L.A. Zoo Opposes Push to Move Billy the Elephant to a Sanctuary | KCET
L.A. Zoo Opposes Push to Move Billy the Elephant to a Sanctuary
Officials at the Los Angeles Zoo went on the defense Tuesday amid a proposal to have Billy the elephant moved to a sanctuary over what a councilman calls an "unnatural" and "restricted" habitat for the animal.
"The sprawling exhibit is 6.56 acres, with over three acres of outdoor space, deep bathing pools, a waterfall, sandy hills, varied topography, clever enrichment opportunities, and a high-tech barn capable of caring for elephants of all sizes and ages," the zoo said in a statement. "The facility greatly exceeds the standards set out by California Fish and Wildlife, the U.S. Department of Agriculture, and the Association of Zoos and Aquariums."
Councilman Paul Koretz, chairman of the City Council's Personnel and Animal Welfare Committee, announced on Monday that he will introduce a motion Wednesday seeking to have Billy moved to a sanctuary.
Because males and females living in captivity must be kept separate, none of the zoo's elephants can use the exhibit's entire space and Billy does not get the daily exercise he needs to be both physically and psychologically healthy, according to Koretz.
"For many years, Billy has lived in an area completely unnatural for an animal of his size and of his stature," the councilman said. "It's sad and wrong to see any animal, living in captivity, in social isolation, restricted in movement, and physical activity. In fact, he has long been displaying stereotypic behavior, such as repetitive head bobbing, which goes on for extended periods of time."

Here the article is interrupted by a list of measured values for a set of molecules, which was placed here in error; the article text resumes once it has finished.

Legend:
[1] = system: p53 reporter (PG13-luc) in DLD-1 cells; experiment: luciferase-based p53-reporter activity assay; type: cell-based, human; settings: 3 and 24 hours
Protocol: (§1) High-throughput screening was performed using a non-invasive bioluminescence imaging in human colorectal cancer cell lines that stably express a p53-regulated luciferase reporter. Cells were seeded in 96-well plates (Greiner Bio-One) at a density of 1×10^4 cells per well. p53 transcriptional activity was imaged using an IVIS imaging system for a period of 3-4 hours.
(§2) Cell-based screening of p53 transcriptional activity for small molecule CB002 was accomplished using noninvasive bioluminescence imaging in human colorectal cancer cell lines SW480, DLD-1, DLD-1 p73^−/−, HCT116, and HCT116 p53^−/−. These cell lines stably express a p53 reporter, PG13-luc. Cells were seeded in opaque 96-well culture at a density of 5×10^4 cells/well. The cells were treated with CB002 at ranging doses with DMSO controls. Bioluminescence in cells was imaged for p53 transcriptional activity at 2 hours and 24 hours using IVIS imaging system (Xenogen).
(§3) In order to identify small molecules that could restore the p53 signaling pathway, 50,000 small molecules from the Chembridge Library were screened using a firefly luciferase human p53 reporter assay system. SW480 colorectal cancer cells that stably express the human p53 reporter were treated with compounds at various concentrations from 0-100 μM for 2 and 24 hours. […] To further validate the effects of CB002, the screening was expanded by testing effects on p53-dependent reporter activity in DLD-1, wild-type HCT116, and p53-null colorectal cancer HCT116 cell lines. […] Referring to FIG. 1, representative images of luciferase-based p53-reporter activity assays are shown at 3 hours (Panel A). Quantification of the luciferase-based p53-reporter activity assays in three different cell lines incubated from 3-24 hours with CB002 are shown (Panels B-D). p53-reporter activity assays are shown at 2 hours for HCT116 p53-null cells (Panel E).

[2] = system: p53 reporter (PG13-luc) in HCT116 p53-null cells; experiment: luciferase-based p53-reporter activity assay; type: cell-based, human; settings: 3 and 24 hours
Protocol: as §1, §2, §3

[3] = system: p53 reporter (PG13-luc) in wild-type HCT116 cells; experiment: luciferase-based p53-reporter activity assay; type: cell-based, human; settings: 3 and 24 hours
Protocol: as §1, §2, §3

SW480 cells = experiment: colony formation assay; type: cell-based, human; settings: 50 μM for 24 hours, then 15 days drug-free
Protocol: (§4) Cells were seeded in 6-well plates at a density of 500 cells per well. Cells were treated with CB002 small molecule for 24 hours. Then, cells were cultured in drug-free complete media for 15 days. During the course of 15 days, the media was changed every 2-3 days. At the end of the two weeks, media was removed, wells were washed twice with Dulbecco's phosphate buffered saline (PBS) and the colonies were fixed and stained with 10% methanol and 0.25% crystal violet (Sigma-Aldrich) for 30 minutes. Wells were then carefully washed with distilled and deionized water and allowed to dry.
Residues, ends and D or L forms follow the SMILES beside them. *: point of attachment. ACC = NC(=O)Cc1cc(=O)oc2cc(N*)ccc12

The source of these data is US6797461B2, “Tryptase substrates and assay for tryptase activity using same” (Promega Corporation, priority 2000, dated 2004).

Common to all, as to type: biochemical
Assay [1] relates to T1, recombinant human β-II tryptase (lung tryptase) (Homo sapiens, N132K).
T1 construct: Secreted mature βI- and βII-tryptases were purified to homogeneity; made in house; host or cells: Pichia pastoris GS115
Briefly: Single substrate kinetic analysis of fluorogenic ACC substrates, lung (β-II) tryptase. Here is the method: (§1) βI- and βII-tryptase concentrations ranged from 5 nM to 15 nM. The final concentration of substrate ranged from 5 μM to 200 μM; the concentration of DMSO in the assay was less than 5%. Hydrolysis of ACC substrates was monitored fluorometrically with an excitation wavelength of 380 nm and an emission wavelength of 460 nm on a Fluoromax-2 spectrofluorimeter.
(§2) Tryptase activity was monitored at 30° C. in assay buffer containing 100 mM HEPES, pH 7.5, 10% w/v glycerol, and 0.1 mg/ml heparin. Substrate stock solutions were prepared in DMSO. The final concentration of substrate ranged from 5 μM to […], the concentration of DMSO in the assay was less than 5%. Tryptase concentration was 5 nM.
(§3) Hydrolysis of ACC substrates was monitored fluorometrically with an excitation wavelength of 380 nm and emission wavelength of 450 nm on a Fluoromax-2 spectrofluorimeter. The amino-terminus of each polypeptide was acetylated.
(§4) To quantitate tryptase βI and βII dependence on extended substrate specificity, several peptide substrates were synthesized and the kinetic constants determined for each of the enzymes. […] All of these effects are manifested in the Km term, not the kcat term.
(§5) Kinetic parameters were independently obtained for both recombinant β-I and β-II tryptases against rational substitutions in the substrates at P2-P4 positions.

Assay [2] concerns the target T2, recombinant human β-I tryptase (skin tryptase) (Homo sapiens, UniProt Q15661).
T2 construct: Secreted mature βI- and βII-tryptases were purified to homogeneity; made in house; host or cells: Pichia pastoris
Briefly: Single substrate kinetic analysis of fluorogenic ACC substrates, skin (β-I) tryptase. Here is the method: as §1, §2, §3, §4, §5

Billy has lived at the zoo for most of his 30 years and has long been the subject of protests against his captivity.
An ongoing lawsuit filed by a real estate agent in 2007 alleges conditions at the zoo are unsuitable for his species. Animal activists also started an online petition last year calling on the zoo to move Billy to a sanctuary and collected more than 190,000 signatures.
"Much has been said about the zoo's elephant program, including persistent misinformation and inaccuracies as it specifically relates to our male Asian elephant, Billy," the zoo's statement reads. "It is important that accurate and factual information about our program be shared so that the public understands why the L.A. Zoo is an excellent home for these elephants."
While third-wave coffee shops are symbols of gentrification in places like Boyle Heights, one coffee shop called Primera Taza is doing things differently and establishing themselves as a safe space for the community.
Whether you’re interested in unearthly landscapes, endangered wildlife, the ghosts of a bygone military brigade or the beautiful ruin of abandoned mining camp that once struck gold, here are the five best state parks that are worth the drive north.
- 1 of 300
- next ›